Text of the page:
Friday, December 6, 2013
WASHINGTON - A moderate Republican senator once thought to be a possible backer of Chuck Hagel's nomination to be secretary of defense said she'll oppose his confirmation, while other Republican senators signaled they may delay a floor vote on the nomination unless the White House provides more information about the deadly attack on the U.S. diplomatic mission in Benghazi, Libya.
Sen. Susan Collins, R-Maine, a moderate who was once thought to be a backer of Chuck Hagel’s nomination for defense secretary, now says she’ll oppose his confirmation.
The Associated Press
Former Republican Sen. Chuck Hagel, President Obama's nominee for Secretary of Defense
The Associated Press
Sen. Susan Collins, R-Maine, said Wednesday that Hagel's views on the most critical threats facing the United States are "unsettling." In a four-page statement, Collins said Hagel was unwilling to ask the European Union to designate Hezbollah a terrorist organization in 2006, and he has been hesitant to back the use of all non-military options, such as unilateral sanctions, to pressure Iran into ceasing its nuclear program.
Senate Majority Leader Harry Reid, D-Nev., set the stage for a full Senate vote on Hagel, President Obama's choice to succeed Defense Secretary Leon Panetta. Reid filed a motion to limit debate and force a vote, which is expected to be held Friday. Democrats hold a 55-45 edge in the Senate and have the numbers to confirm Hagel on a majority vote, but would need the support of five Republicans to clear the way for an up-or-down vote on Hagel.
A president's pick for a Cabinet post usually requires only a majority vote, leading Reid to accuse Senate Republicans of orchestrating a filibuster against a nominee for secretary of defense for the first time in the country's history.
But the top Republican on the Senate Armed Services Committee said it's not unusual to hold a Cabinet nominee to a 60-vote threshold. "It's not a filibuster," said Sen. James Inhofe, R-Okla. "This has happened, and it's happening again right now."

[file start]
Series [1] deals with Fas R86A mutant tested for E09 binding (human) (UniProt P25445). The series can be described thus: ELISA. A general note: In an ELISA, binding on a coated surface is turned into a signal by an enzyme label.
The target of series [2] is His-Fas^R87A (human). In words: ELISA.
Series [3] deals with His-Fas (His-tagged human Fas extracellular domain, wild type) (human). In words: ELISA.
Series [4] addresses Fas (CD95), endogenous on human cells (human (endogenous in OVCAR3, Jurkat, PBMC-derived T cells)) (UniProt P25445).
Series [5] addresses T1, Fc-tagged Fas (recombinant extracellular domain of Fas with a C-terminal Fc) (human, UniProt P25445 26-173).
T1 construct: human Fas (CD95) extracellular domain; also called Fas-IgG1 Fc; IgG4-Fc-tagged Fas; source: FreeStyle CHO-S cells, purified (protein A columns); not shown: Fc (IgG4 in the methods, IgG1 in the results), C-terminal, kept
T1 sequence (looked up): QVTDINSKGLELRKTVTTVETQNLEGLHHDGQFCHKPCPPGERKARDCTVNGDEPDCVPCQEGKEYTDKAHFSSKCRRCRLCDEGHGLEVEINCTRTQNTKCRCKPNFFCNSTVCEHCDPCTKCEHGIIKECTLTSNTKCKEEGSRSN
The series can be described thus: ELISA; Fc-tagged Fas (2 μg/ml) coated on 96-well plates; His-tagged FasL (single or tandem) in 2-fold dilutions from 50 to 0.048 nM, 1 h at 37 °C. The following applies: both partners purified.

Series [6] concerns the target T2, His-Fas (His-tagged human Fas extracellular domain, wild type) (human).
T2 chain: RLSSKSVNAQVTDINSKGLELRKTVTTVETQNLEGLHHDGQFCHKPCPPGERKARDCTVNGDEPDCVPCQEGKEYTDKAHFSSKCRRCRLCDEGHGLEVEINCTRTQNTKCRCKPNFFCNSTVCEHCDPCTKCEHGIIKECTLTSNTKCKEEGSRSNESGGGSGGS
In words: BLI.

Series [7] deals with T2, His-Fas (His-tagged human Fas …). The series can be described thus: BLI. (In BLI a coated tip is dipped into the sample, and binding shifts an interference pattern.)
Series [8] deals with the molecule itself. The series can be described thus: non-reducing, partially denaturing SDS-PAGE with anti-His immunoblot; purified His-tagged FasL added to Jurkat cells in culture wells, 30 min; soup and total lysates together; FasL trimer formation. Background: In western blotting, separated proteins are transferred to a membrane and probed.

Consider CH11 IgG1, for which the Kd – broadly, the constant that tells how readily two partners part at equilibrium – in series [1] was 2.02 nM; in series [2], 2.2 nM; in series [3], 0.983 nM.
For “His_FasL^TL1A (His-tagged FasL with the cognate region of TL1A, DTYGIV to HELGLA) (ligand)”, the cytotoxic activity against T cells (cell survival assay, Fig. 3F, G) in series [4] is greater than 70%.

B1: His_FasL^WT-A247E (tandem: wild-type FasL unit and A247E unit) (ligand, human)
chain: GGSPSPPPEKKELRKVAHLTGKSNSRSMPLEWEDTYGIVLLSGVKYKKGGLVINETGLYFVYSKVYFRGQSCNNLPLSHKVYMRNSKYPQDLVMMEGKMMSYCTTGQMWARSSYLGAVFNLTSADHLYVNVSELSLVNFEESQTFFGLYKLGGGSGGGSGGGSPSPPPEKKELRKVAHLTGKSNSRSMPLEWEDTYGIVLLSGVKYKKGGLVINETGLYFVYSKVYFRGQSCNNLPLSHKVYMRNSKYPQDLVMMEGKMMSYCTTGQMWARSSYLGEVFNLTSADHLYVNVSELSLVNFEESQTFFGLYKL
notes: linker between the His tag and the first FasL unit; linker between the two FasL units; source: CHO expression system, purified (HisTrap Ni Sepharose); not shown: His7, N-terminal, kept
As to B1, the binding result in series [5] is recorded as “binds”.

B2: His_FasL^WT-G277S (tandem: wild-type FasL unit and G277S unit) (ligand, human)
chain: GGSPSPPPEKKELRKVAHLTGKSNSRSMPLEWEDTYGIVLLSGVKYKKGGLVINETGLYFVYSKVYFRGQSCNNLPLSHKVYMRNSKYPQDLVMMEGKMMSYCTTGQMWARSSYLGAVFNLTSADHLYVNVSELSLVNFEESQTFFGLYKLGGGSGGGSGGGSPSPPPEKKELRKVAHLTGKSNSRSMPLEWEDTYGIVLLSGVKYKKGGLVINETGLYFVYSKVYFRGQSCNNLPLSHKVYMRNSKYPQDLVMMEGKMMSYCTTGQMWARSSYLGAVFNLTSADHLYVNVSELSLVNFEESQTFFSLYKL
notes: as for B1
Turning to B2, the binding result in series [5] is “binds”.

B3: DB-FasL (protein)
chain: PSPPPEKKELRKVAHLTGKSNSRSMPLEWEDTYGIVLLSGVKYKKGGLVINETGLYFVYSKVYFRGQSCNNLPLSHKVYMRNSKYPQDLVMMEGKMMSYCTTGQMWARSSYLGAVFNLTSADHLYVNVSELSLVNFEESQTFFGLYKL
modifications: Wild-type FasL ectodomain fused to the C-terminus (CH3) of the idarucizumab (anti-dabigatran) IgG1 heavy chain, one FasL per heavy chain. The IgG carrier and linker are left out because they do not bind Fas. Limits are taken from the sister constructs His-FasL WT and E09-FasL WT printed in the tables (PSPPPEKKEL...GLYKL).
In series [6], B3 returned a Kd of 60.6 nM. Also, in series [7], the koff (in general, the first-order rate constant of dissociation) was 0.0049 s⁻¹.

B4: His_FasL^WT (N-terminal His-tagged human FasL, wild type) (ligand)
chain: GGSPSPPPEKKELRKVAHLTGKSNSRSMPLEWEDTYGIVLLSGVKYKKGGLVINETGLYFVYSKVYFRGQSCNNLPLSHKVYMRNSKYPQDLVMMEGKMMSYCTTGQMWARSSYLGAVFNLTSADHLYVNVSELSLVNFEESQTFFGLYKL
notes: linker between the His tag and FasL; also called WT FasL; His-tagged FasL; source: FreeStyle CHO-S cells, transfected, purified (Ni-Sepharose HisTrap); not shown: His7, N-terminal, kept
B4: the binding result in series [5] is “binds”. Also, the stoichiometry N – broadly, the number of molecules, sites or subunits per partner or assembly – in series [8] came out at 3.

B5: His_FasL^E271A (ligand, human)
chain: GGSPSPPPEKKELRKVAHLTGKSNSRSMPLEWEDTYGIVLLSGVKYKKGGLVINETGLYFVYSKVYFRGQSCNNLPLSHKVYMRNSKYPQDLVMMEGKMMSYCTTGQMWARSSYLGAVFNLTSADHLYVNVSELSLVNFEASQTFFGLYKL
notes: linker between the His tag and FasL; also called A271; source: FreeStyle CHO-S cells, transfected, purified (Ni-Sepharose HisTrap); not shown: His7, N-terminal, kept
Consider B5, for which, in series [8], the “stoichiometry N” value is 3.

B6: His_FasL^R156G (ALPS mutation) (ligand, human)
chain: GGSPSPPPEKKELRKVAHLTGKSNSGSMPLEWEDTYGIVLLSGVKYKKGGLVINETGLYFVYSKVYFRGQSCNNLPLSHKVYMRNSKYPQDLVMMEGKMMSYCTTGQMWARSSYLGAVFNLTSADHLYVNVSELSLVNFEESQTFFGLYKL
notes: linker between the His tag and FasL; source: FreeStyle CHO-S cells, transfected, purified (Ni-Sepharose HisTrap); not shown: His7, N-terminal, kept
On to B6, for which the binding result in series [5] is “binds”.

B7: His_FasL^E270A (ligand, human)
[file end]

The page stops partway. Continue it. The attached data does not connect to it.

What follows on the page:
A bitterly divided Armed Services Committee on Tuesday voted to approve Hagel by a 14-11 vote, with all the panel's Democrats backing him. The committee's Republicans were unified in their opposition to their onetime colleague, a former two-term Republican senator from Nebraska and twice-wounded Vietnam combat veteran.
Sen. Lindsey Graham, R-S.C., said Wednesday that he would vote against ending debate on Hagel's nomination to be defense secretary because he wants more information on Obama's actions on the night of the Sept. 11 raid on the mission in Benghazi. Ambassador Chris Stevens and three other Americans died.
Graham, Sen. John McCain, R-Ariz., and Sen. Kelly Ayotte, R-N.H., wrote to Obama on Tuesday and asked whether he spoke to any Libyan government official during the assault.
Sen. Carl Levin, D-Mich., the chairman of the Armed Services Committee, said he's confident the White House will supply the information and that Hagel will be confirmed.
Collins, who serves on the Senate Intelligence Committee, said she would not join in a filibuster to block a final vote.
In her statement, Collins said Hagel's "courageous military service deserves our praise and gratitude" and that he cares deeply about the welfare of the troops. But she could not get past what she described as Hagel's troubling record on key national security issues. Confirming him would send the wrong message to the country's allies and adversaries about the resolve of the U.S., Collins said.
"I am unable to support Senator Hagel to be the next secretary of defense because I do not believe his past positions, votes, and statements match the challenges of our time, and his presentations at his (confirmation) hearing did nothing to ease my doubts," Collins said.
Republican Sens. Thad Cochran of Mississippi and Mike Johanns of Nebraska have voiced their support for Hagel.